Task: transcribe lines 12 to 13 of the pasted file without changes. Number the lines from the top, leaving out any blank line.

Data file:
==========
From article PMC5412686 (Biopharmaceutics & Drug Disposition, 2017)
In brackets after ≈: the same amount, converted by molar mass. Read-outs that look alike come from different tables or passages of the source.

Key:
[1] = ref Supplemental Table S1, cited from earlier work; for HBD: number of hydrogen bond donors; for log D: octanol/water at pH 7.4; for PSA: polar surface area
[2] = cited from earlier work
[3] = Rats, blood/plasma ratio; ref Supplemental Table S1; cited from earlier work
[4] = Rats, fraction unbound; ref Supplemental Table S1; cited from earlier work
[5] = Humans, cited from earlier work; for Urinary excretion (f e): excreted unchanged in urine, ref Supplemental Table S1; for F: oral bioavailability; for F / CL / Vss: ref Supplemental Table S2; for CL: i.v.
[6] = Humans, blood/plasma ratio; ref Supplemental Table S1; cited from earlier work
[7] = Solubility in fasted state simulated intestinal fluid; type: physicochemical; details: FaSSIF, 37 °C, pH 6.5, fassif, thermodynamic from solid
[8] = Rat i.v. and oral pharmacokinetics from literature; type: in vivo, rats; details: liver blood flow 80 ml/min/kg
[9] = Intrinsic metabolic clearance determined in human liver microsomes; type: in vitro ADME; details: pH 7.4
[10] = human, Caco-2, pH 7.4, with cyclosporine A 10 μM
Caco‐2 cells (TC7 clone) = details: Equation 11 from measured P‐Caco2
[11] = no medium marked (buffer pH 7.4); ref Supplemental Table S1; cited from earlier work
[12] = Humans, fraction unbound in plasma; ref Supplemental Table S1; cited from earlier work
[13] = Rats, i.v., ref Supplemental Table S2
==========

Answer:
[9] = Intrinsic metabolic clearance determined in human liver microsomes; type: in vitro ADME; details: pH 7.4
[10] = human, Caco-2, pH 7.4, with cyclosporine A 10 μM